Once China's richest man, Wang Jianlin is selling off his global empire

Wang Jianlin

Chinese billionaire Wang Jianlin once boasted about his sprawling global business empire. Now, the country's former richest man is offloading international properties and emphasizing his domestic investments.

The striking U-turn is the result of pressure from the Chinese government and the need to pay off debts amassed during years of overseas expansion.

The latest move came late Tuesday when a unit of Wang's real estate and entertainment conglomerate, Dalian Wanda Group, announced it had agreed to sell off some of its projects in Australia.

Wang has been seeking to raise funds by shedding properties around the world. Wanda said last week it was selling its stake in luxury London hotel project One Nine Elms for £36 million ($50 million). The company had already walked away from Nine Elms Square, the larger development where the hotel is located, last year.

Shares of Wanda Hotel Development Company, the unit that sold the Australia projects and the London hotel, were suspended in Hong Kong last week ahead of the Australia announcement. The stock remains on hold pending more details on the deal.

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The series of sales follows a crackdown by the Chinese government on aggressive, debt-fueled investments overseas by big name companies like Wanda.

In August, officials announced they were limiting overseas investments by Chinese companies, specifically targeting sectors that Wanda had been eagerly pursuing -- real estate, hotels, entertainment and sports.

Experts say the Chinese government was trying to address concerns that the flood of money pouring out of the country could destabilize its financial system. Officials also wanted to reduce the risk of Chinese companies making irrational or risky investments abroad.

As well as high-profile real estate projects in cities like Los Angeles, Chicago and Istanbul, Wang has pumped money into a range of entertainment and sports businesses like top Spanish soccer club Atletico Madrid and Legendary Entertainment, the Hollywood studio that produced movies like "Jurassic World" and "The Hangover" trilogy.

But in a sign that Wang's international ambitions were starting to clash with the ruling Communist Party's agenda, Wanda's $1 billion deal to buy Dick Clark Productions, the producer of the Golden Globes and other leading awards shows, fell apart last year.

Chinese billionaires take to the stage
Chinese billionaires take to the stage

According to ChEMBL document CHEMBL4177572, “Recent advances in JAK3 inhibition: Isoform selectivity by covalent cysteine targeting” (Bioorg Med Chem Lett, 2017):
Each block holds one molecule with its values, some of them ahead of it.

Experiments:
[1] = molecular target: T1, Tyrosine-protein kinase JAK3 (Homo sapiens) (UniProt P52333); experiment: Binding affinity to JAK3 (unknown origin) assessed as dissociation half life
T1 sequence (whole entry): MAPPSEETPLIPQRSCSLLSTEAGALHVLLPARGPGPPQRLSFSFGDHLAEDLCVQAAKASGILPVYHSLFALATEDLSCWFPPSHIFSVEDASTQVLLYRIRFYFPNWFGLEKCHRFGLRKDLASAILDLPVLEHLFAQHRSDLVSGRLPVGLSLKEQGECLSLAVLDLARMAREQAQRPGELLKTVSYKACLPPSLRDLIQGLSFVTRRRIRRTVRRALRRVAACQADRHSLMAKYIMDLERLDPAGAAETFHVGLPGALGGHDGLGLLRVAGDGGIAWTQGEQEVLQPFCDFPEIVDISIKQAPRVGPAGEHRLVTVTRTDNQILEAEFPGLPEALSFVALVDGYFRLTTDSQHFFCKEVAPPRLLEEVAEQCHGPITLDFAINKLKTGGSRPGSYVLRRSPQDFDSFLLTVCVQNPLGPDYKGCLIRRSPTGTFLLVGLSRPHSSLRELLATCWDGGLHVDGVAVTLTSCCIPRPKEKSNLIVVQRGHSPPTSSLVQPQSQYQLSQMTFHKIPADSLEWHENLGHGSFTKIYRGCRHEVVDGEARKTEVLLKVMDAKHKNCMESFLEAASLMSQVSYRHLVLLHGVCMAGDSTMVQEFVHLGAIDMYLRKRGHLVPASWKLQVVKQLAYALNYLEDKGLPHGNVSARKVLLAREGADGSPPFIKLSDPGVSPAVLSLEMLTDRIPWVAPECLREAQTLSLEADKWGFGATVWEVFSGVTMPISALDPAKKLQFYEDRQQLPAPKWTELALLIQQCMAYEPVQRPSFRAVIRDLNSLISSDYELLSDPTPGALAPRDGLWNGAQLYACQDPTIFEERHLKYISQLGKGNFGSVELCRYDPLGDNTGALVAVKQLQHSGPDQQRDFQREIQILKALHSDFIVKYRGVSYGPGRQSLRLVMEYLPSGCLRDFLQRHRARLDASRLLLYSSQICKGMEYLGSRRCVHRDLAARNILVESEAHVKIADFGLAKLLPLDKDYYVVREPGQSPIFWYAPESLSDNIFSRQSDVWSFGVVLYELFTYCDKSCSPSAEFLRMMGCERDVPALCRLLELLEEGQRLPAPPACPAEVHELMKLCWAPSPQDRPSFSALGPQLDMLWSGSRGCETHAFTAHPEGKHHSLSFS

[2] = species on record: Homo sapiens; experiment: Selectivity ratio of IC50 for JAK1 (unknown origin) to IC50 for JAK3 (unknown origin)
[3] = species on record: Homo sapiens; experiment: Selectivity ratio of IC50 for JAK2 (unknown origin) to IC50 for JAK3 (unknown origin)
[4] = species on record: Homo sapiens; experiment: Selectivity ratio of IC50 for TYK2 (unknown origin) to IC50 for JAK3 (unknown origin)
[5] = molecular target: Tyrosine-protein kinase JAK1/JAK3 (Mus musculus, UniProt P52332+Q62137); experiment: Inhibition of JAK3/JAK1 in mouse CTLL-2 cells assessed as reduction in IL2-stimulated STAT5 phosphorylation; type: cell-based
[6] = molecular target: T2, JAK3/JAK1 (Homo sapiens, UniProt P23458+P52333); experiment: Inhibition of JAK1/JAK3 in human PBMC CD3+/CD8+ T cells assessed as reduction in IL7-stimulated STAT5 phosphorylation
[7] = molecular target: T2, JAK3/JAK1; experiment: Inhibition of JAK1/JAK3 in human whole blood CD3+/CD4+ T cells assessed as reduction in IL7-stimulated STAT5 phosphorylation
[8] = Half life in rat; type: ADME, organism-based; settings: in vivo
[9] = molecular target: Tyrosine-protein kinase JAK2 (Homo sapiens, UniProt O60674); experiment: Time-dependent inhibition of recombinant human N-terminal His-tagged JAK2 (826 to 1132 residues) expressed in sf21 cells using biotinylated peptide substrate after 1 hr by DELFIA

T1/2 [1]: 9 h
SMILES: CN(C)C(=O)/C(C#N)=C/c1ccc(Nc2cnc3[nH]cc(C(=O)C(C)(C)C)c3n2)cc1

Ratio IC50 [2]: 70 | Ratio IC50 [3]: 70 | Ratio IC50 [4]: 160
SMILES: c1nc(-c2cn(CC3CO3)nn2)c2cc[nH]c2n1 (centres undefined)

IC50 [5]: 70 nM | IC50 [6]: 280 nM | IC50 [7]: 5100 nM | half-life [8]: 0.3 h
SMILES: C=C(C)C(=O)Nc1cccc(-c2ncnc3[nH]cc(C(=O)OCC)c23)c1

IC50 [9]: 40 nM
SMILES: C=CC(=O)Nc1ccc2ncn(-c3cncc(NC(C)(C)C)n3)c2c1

Wang, a former soldier who went into business in the late 1980s, is now paring back his global empire and going out of his way to emphasize his company's domestic business.

In a speech at Wanda's annual meeting for employees on Saturday, Wang highlighted that 93% of the company's assets are in China, a figure he hadn't singled out in such a way previously. He also said the company will be getting rid of more international projects.

"Over the past few years, Wanda has invested in several overseas projects. Now, we have decided to sell them so as to clear overseas debts," Wang said.

Related: China clamps down on buying spree in sports, movies and hotels

What a difference a year makes.

At last year's meeting, Wang was trumpeting that Wanda had carried out "the greatest number of overseas acquisitions in its history" in 2016 -- and that it planned to do more.

But in the months that followed, Wang's company saw the Dick Clark deal collapse, and then dumped the Nine Elms Square project in London.

And it's not just overseas businesses Wang has been offloading. In July, Wanda sold several theme parks and dozens of hotels in China for around $9 billion, just over a year after Wang had boasted of his plans to defeat Disney (DIS) in China.

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Now, the billionaire -- who says seeking to please the Communist Party has helped his businesses succeed -- is indicating more sales are coming. He mentioned Wanda's "asset-light" strategy more than a dozen times during his annual speech and vowed to "continue to reduce corporate debt."

He specifically addressed troubles at Wanda Commercial Properties, the heart of his real estate business, which was delisted from the Hong Kong stock exchange in late 2016.

The company plans "to reduce corporate debt to the absolute safety level within two to three years," Wang said, according to a company transcript. "I can responsibly say here that Wanda Group will never have any credit default anywhere in the world!"

But the major credit rating agencies have their doubts. In recent months, Moody's, S&P and Fitch have all downgraded Wanda Commercial Properties to junk status.

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